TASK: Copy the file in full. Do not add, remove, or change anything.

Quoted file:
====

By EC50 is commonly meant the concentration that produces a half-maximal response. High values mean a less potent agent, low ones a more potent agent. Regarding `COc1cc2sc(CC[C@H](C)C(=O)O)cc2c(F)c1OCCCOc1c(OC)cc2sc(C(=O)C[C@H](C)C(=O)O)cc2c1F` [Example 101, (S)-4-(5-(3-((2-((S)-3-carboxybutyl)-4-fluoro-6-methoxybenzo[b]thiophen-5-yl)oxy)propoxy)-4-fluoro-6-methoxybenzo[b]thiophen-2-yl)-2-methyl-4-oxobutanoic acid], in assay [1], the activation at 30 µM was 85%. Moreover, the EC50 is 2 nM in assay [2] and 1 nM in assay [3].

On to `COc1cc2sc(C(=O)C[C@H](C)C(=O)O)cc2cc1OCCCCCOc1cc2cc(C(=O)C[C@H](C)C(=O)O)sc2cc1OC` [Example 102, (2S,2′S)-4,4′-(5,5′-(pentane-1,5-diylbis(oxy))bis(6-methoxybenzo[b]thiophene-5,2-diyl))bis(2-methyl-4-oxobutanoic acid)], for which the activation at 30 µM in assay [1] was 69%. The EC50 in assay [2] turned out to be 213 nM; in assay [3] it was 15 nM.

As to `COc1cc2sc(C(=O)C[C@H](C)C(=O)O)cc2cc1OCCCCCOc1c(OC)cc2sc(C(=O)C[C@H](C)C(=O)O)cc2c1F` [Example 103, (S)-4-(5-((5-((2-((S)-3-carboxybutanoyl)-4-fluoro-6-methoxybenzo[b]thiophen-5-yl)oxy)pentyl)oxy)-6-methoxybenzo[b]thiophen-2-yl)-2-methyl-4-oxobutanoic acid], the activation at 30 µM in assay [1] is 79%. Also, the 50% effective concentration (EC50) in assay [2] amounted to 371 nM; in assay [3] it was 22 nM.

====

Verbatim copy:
By EC50 is commonly meant the concentration that produces a half-maximal response. High values mean a less potent agent, low ones a more potent agent. Regarding `COc1cc2sc(CC[C@H](C)C(=O)O)cc2c(F)c1OCCCOc1c(OC)cc2sc(C(=O)C[C@H](C)C(=O)O)cc2c1F` [Example 101, (S)-4-(5-(3-((2-((S)-3-carboxybutyl)-4-fluoro-6-methoxybenzo[b]thiophen-5-yl)oxy)propoxy)-4-fluoro-6-methoxybenzo[b]thiophen-2-yl)-2-methyl-4-oxobutanoic acid], in assay [1], the activation at 30 µM was 85%. Moreover, the EC50 is 2 nM in assay [2] and 1 nM in assay [3].

On to `COc1cc2sc(C(=O)C[C@H](C)C(=O)O)cc2cc1OCCCCCOc1cc2cc(C(=O)C[C@H](C)C(=O)O)sc2cc1OC` [Example 102, (2S,2′S)-4,4′-(5,5′-(pentane-1,5-diylbis(oxy))bis(6-methoxybenzo[b]thiophene-5,2-diyl))bis(2-methyl-4-oxobutanoic acid)], for which the activation at 30 µM in assay [1] was 69%. The EC50 in assay [2] turned out to be 213 nM; in assay [3] it was 15 nM.

As to `COc1cc2sc(C(=O)C[C@H](C)C(=O)O)cc2cc1OCCCCCOc1c(OC)cc2sc(C(=O)C[C@H](C)C(=O)O)cc2c1F` [Example 103, (S)-4-(5-((5-((2-((S)-3-carboxybutanoyl)-4-fluoro-6-methoxybenzo[b]thiophen-5-yl)oxy)pentyl)oxy)-6-methoxybenzo[b]thiophen-2-yl)-2-methyl-4-oxobutanoic acid], the activation at 30 µM in assay [1] is 79%. Also, the 50% effective concentration (EC50) in assay [2] amounted to 371 nM; in assay [3] it was 22 nM.